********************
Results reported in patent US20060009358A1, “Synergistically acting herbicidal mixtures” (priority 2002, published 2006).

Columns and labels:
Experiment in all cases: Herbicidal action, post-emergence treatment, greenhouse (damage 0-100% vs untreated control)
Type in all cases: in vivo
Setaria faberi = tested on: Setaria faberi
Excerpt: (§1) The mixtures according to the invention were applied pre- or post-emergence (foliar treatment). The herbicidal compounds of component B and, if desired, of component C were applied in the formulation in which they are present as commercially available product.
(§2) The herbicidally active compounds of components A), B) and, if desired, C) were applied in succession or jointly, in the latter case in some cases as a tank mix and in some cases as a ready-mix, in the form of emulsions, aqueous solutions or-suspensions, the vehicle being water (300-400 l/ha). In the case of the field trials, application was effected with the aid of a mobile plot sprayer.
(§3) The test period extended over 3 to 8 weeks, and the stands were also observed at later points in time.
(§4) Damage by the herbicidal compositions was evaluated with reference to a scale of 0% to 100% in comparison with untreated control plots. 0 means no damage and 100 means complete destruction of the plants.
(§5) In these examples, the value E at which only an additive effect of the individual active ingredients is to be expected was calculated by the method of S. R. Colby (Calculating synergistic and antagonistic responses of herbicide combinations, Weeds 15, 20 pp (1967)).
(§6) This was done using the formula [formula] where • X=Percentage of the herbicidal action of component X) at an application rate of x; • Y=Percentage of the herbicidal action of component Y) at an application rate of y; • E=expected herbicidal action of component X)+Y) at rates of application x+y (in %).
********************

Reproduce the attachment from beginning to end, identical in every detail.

Results reported in patent US20060009358A1, “Synergistically acting herbicidal mixtures” (priority 2002, published 2006).

Columns and labels:
Experiment in all cases: Herbicidal action, post-emergence treatment, greenhouse (damage 0-100% vs untreated control)
Type in all cases: in vivo
Setaria faberi = tested on: Setaria faberi
Excerpt: (§1) The mixtures according to the invention were applied pre- or post-emergence (foliar treatment). The herbicidal compounds of component B and, if desired, of component C were applied in the formulation in which they are present as commercially available product.
(§2) The herbicidally active compounds of components A), B) and, if desired, C) were applied in succession or jointly, in the latter case in some cases as a tank mix and in some cases as a ready-mix, in the form of emulsions, aqueous solutions or-suspensions, the vehicle being water (300-400 l/ha). In the case of the field trials, application was effected with the aid of a mobile plot sprayer.
(§3) The test period extended over 3 to 8 weeks, and the stands were also observed at later points in time.
(§4) Damage by the herbicidal compositions was evaluated with reference to a scale of 0% to 100% in comparison with untreated control plots. 0 means no damage and 100 means complete destruction of the plants.
(§5) In these examples, the value E at which only an additive effect of the individual active ingredients is to be expected was calculated by the method of S. R. Colby (Calculating synergistic and antagonistic responses of herbicide combinations, Weeds 15, 20 pp (1967)).
(§6) This was done using the formula [formula] where • X=Percentage of the herbicidal action of component X) at an application rate of x; • Y=Percentage of the herbicidal action of component Y) at an application rate of y; • E=expected herbicidal action of component X)+Y) at rates of application x+y (in %).